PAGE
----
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IRS Refunds Are A No Show

Posted: Mar 9, 2014 10:48 PM by Alexandra Engel, KOMU 8 Reporter
Updated: Mar 9, 2014 11:31 PM

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COLUMBIA - Thousands of people across the nation expected their tax refunds on February 6 but instead received error code: 1121. The code means your taxes are "under review" because of an error with your tax forms. But something suspicious unites all of these 1121ERs, they all filed before January 31. Many people file early relying on their refund to make important payments in the following months.

Denise Belcher from Fulton, Missouri is one of the code recipients. Belcher expected her tax refund on February 6 but when she didn't get a text from her bank about a direct deposit, she checked her online transcript again on "Where's My Refund."

"I logged on and it said that I had a 1121 error and that I should take action," explained Belcher.

So, action she took.

"I called the IRS on February 7th and they told me there was a glitch in the system and that my refund would take one more week," said Belcher.

But Belcher didn't have a week. Since the IRS website "Where's My Refund" initially reported Belcher's deposit date as February 6, she scheduled payments for her utilities, car, and her daughter's schooling

"It makes me look bad when I have to call everyone and say you know, "hey, I know I said I was going to pay this amount this month but don't cash that check because it might bounce,"" said Belcher.

With her reputation at stake and no updates from the IRS, Belcher did what many do when they don't know something; googled it. To her surprise, one of the first results for an "1121" search turned out to be a facebook group. At the time she joined, there were 400 members, now there's more than 1200.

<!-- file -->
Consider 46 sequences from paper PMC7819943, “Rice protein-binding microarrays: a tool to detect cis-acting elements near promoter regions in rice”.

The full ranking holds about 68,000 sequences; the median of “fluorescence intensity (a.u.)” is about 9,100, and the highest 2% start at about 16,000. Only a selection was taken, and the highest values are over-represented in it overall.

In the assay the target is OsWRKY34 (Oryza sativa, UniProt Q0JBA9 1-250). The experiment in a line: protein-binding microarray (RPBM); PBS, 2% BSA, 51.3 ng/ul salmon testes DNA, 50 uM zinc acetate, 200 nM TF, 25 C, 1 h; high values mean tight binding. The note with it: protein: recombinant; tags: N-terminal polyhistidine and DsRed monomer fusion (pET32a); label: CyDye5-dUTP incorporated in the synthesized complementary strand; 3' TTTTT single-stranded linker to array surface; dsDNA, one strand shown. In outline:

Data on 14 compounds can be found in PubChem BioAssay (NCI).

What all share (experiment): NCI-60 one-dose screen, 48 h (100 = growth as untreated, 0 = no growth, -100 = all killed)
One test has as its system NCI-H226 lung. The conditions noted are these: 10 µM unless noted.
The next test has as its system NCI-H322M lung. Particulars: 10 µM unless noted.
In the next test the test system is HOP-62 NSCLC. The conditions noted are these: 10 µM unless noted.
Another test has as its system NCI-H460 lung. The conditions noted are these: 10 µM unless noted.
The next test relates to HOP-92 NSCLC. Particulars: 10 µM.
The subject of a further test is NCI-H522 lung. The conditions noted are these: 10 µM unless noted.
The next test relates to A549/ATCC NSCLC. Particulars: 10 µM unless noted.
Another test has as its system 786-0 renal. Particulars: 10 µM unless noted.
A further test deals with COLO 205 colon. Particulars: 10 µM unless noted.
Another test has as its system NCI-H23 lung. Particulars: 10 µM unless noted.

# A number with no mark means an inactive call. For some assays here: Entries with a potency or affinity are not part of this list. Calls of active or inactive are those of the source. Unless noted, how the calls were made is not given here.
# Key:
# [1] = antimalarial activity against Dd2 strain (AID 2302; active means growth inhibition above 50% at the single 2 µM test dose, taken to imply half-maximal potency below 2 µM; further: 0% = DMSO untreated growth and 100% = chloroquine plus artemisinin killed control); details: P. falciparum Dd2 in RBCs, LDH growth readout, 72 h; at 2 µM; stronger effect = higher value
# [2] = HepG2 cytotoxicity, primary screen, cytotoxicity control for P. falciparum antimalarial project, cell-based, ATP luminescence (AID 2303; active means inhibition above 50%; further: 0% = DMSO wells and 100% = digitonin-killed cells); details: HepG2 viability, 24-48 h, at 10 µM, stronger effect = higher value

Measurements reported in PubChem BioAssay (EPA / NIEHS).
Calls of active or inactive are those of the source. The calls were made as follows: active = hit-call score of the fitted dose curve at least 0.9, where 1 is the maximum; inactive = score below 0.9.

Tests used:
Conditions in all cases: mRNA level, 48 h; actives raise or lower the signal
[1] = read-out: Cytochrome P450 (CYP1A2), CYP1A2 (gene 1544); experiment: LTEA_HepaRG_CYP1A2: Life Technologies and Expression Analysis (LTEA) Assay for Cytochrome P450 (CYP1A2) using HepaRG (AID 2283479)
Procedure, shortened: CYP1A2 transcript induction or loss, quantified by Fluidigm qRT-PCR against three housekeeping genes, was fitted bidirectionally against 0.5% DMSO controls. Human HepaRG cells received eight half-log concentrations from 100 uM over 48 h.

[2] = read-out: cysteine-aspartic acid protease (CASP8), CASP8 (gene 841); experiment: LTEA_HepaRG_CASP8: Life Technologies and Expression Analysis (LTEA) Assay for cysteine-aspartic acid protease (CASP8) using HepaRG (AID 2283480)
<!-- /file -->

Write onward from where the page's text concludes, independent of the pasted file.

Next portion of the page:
"I realized how many other people were going through this and I thought great, now we can all figure out what's going on. Everyone writes what IRS agents told them on the phone about the refunds so it felt like an explanation," said Belcher.

The problem is, every agent seemed to say something different. Belcher's phone call to an agent on Feb. 7 said there was a glitch in the system but now, the IRS doesn't report any glitch.

On February 12, almost a full week after Belcher's and so many other's expected their refund, the IRS released an official statement regarding error code 1121. The statement starts off with "The IRS is off to a strong start to the tax season."

There is no mention of any error or delay on behalf of the IRS but they do recognize and advise recipients of code 1121.

"The IRS is aware of this situation, and emphasizes that the small group of taxpayers who see this reference number should continue checking Where's My Refund for an update. If we need more information to process their return, we will contact them- usually by mail."

So, what's an 1121er to do? Wait. Wait for Where's My Refund to update and reveal new information. Wait for the mailman to deliver any contact from the IRS, and in Belcher's case, it means waiting to pay the bills.

The statement specifically states IRS agent's cannot help or advise any taxpayers who haven't waited the full 21 days for processing. It also says "Where's My Refund" is updated once a day so there's "no need to check more often."

In the mean time, more than 1200 early-filers need to figure out how to pay the bills and there is still no explanation as to why their refunds are delayed.

IRS Media Representative Michael Devine explained how tax refunds work when I spoke with him over the phone. According to Devine, although people filed before January 31, the IRS does not look at tax forms until that date. Devine also said he cannot address why taxpayers got multiple explanations about the code when they contacted the IRS. When asked what 1121ers should do in the meantime, Devine said "I can't offer a response. I really can't offer a suggestion."

It is still unclear why certain early-file taxpayers received a deposit date of February 6 and why they got error code 1121.

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